Practically, prayer is the most simple way we participate in the Trinity. We should be praying daily. [Link to the prayer course]. The most personal way we enter God is through the Eucharist. In the Eucharist we receive all of the Trinity in the form of bread and wine. If we open ourselves when we receive the Lord, we will start to have a greater experience of God's love through the Eucharist. One way to do this is to be aware we are receiving God in the form of bread, to open our hearts and souls as much as we can when we receive him. To sit and pray and totally focus on the awareness of God being in us and sharing all of our heart, desires, concerns etc with him. Or just to be aware that we are receiving God and being fully open to his love at the moment. This is the greatest intimacy with God and it is personal. There is no perfect formula of what to do, except to seek him totally and be ready to receive him totally, just as any person of the Trinity does.
We let the Lord into our hearts when we let the poor into our hearts. What we do to the least of the poor is what we do to God. [Matt 24?] ... But this opens up questions of how practically we should serve the poor which is part of the deeper question of our vocation in life. This is where the prayer course will help answer those practical questions.
We enter into the divine giving and receiving through receiving God's love and giving God's love.
The other side of discovering our true identity is through the 'gift of self' to others. There are many ways this can occur such as friendship, serving the poor or just using your gifts for the sake of others. It could be part of your job, voluntary work, family life, or any number of ways. What is common to all these situations is service, particularly using your gifts for others.
The more we give of ourselves and engage our gifts and talents in what we do in service for others, the greater fulfilment we will achieve. Each of us being in the image and likeness of God express something unique of God that only we can express in creation. We yearn to live life to the full and only in giving ourselves to God and others can our natural gifts and talents be fulfilled. To discover our true vocation requires discernment. Only in that true vocation will we experience the greatest joy and have the greatest impact on the world for good.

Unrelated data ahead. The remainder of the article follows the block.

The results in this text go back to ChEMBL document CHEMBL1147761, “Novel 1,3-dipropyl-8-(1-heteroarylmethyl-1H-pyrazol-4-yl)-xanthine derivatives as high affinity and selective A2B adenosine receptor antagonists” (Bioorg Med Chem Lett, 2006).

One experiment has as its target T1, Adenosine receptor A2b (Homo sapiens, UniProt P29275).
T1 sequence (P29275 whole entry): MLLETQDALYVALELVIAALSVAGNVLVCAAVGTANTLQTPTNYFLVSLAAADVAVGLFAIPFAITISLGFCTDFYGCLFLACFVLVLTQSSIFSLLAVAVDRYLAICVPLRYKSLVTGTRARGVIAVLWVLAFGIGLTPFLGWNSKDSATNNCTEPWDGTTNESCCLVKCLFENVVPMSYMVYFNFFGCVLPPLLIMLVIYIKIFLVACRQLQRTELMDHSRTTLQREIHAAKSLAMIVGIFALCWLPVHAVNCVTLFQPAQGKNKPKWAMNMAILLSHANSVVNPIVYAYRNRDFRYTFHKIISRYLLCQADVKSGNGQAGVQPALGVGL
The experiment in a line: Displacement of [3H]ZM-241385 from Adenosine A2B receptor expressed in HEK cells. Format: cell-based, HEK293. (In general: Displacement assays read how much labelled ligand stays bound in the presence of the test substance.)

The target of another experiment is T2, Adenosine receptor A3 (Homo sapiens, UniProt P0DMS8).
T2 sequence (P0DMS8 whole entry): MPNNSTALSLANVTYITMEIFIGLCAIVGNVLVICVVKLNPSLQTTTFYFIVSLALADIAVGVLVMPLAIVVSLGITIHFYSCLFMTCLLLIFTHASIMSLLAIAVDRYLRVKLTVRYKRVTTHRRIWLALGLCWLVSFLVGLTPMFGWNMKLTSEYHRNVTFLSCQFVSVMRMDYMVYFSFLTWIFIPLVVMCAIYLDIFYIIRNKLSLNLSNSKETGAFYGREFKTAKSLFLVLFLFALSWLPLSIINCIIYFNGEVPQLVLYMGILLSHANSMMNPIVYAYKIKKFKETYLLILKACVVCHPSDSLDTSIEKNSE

Practically, one way to discover our talents is to use the [clifton scale: see Divine Renovation].
Since we are made in the image and likeness of a Trinitarian God, only through giving of self can we achieve the fulfilment we yearn for.
The Trinity is a family since the Father, Son and Holy Spirit form a family. This is important because it is the basis for every family. Since the Trinity is unconditional love all families are based on unconditional love. Since the giving of the Trinity is the source their identity so in family through sharing our talents and giving of ourselves we discover the joy of unconditional love and are confirmed in our identity in preparation for the fullness of the discovery of our true Trinitarian identity. No matter how good or bad our family life is, we are all part of the Trinitarian family with one Father, co-heirs with Christ and the gift of Mary our Mother.
Families is where we first discover unconditional love.
The meaning of words change over time. As people tried to understand the Trinity, they had to use words to describe the Trinity. These words came with their own meanings which did not quite fit perfectly when applied to the Trinity. The actual meaning of the word changed once it became used for that aspect of the Trinity. The Trinity is the reality. Words help us express that reality. Here are some examples of these words.
We use the word 'person' to designate the 'threeness' of the Trinity, Father Son and Holy Spirit. But each person is not an individual (since not separate), nor people (also since they are not separate). We use the word 'distinct' to indicate that the Father is not the Son, but again that they are not separate. “The divine persons are really distinct from one another.” (CCC 254) God is used for the whole reality, but particularly for the unity of the Trinity as in there is only one God. Other words for God's unity is substance, essence, being, and existence. We will explore these words more when we explore some philosophy. Each of the attributes of God also express God so we can capitalise them, eg God is Love and God is the Ultimate Reality. God the Father is the origin of the Trinity, but not the start, since 'start' implies time.